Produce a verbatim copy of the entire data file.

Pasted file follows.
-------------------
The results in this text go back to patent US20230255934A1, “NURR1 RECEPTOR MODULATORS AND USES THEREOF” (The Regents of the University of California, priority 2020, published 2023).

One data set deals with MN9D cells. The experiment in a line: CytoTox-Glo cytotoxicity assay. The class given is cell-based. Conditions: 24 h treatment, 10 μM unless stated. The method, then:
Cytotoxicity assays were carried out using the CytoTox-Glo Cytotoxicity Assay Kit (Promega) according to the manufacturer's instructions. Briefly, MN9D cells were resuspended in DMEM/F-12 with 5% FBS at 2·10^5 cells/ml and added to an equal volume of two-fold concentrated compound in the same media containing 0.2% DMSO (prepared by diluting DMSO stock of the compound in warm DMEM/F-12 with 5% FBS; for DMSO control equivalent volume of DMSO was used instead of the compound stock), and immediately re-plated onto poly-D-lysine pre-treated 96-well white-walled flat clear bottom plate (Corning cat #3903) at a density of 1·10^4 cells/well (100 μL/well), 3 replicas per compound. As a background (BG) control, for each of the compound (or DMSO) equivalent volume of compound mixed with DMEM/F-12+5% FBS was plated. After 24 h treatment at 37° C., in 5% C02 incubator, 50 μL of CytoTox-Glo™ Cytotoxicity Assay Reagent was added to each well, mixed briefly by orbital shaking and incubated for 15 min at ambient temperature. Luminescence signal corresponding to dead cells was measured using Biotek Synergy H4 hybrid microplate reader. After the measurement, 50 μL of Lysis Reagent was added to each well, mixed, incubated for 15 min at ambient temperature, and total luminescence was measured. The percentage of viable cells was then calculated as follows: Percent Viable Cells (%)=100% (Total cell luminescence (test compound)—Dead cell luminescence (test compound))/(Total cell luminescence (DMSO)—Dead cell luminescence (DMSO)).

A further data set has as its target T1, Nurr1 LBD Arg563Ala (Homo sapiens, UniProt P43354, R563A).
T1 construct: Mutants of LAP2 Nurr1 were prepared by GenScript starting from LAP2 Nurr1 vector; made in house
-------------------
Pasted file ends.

The results in this text go back to patent US20230255934A1, “NURR1 RECEPTOR MODULATORS AND USES THEREOF” (The Regents of the University of California, priority 2020, published 2023).

One data set deals with MN9D cells. The experiment in a line: CytoTox-Glo cytotoxicity assay. The class given is cell-based. Conditions: 24 h treatment, 10 μM unless stated. The method, then:
Cytotoxicity assays were carried out using the CytoTox-Glo Cytotoxicity Assay Kit (Promega) according to the manufacturer's instructions. Briefly, MN9D cells were resuspended in DMEM/F-12 with 5% FBS at 2·10^5 cells/ml and added to an equal volume of two-fold concentrated compound in the same media containing 0.2% DMSO (prepared by diluting DMSO stock of the compound in warm DMEM/F-12 with 5% FBS; for DMSO control equivalent volume of DMSO was used instead of the compound stock), and immediately re-plated onto poly-D-lysine pre-treated 96-well white-walled flat clear bottom plate (Corning cat #3903) at a density of 1·10^4 cells/well (100 μL/well), 3 replicas per compound. As a background (BG) control, for each of the compound (or DMSO) equivalent volume of compound mixed with DMEM/F-12+5% FBS was plated. After 24 h treatment at 37° C., in 5% C02 incubator, 50 μL of CytoTox-Glo™ Cytotoxicity Assay Reagent was added to each well, mixed briefly by orbital shaking and incubated for 15 min at ambient temperature. Luminescence signal corresponding to dead cells was measured using Biotek Synergy H4 hybrid microplate reader. After the measurement, 50 μL of Lysis Reagent was added to each well, mixed, incubated for 15 min at ambient temperature, and total luminescence was measured. The percentage of viable cells was then calculated as follows: Percent Viable Cells (%)=100% (Total cell luminescence (test compound)—Dead cell luminescence (test compound))/(Total cell luminescence (DMSO)—Dead cell luminescence (DMSO)).

A further data set has as its target T1, Nurr1 LBD Arg563Ala (Homo sapiens, UniProt P43354, R563A).
T1 construct: Mutants of LAP2 Nurr1 were prepared by GenScript starting from LAP2 Nurr1 vector; made in house